Mail at Funter was general delivery, recipients had to visit the post office to pick up their mail. Addresses consisted of the recipient’s name with “Funter, Alaska” or “Funter Bay” underneath, zip codes were not used until the 1960s. Much of rural Alaska shared the 5-digit 99850, Funter Bay’s full zip code was 99850-0140. The USPS serial number for the Funter post office was 05544.

postal cover 2

Freight could also be sent this way, although the following letter (found in government archives) notes that the mail boat would not carry certain items like blasting powder.


This history of postmasters at Funter is somewhat patchy, and seems to include several people who resigned or left suddenly, leaving other residents to fill in until being officially recognized by the USPS. A list of Postmasters with their start dates is below, based on various government and journal records as well as Melvin Ricks’ Alaska’s Postmasters and Postoffices; 1867-1963.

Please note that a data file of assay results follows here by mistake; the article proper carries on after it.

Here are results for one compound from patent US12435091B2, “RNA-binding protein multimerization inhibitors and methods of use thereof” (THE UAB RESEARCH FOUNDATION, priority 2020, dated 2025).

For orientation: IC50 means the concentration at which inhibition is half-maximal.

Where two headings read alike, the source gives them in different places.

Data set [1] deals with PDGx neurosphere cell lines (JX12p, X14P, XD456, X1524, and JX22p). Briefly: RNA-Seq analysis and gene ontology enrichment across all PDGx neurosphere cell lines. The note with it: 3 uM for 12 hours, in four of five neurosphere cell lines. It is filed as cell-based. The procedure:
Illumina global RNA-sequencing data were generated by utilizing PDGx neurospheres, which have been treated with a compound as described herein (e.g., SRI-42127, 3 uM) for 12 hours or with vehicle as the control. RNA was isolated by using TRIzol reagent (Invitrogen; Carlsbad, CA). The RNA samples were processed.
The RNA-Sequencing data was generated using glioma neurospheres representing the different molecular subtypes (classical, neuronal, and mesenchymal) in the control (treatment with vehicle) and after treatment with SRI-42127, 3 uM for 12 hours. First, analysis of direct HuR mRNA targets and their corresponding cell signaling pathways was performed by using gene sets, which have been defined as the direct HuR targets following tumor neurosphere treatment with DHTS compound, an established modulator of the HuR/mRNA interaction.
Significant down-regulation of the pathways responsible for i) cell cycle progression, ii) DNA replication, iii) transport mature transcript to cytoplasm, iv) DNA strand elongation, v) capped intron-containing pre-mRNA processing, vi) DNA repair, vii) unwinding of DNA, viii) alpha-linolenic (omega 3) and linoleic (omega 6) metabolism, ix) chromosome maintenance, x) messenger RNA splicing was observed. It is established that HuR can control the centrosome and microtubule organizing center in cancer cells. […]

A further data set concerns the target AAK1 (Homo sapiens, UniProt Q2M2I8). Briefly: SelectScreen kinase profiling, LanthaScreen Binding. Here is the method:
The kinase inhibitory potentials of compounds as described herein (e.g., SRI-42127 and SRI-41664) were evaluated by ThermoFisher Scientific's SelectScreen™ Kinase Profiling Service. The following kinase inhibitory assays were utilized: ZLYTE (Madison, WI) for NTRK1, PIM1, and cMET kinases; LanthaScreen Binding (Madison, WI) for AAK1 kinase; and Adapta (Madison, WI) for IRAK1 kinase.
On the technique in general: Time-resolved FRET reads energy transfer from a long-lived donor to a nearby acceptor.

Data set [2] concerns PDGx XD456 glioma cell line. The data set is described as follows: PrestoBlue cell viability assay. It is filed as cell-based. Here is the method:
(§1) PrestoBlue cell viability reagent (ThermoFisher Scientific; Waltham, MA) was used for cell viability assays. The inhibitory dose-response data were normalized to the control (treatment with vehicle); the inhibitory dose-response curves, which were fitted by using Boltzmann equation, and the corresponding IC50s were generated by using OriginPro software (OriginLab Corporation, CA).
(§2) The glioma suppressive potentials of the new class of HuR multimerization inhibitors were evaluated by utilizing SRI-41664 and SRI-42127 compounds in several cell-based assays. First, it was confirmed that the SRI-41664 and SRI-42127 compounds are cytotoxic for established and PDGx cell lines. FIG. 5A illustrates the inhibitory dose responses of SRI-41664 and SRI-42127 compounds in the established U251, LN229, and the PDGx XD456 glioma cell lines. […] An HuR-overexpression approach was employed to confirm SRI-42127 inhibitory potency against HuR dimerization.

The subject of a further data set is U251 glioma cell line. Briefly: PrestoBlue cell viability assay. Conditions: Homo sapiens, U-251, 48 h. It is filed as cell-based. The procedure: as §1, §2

Postmasters at Funter Post Office:

-James T. Largan, appointed July 3rd 1902.

-James T. Barron (Cannery owner), appointed June 24 1904. Received $10.00 in compensation for the position. (ref) (As Barron was only on-site in the summers, there may have been a cannery caretaker covering the position unofficially in the winters, handling mail for the mines and other residents).

-William N. Williams, appointed 5-7-1926. Listed as the cannery superintendent in 1929 (per Pacific Fisherman, Vol 27, 1929).

-Raymond A. Perry, appointed 5-13-1930. Resigned in June of 1931, Clarence Withrow or Charles Otteson suggested as replacements.

-Clarence A Withrow (or Winthrow?). Appointed 6-29-1931, status changed / “assumed charge” again on 9/30/1931 (perhaps confirmed as permanent from a temporary status?). Also a cannery employee. Taken ill with appendicitis in November of 1934, requiring an operation (per Pacific Fisherman, Vol 32, 1934).

-Burdine H. Carroll. Appointed (took over after Withrow fell ill?) on 9-12-1934, “Assumed Charge” again 11/17/34 (again, this probably indicates the date he was confirmed as permanent). Resigned without official permission 10-1-1939. Some genealogical information is here. According to the Petersburg Press, Carroll was appointed in October.

Carrol appointed postmaster

-John H. Hibbs, appointed 10-24-1939, also “Assumed Charge” / confirmed 11-19-39. Died in office, no date given, probably 1941.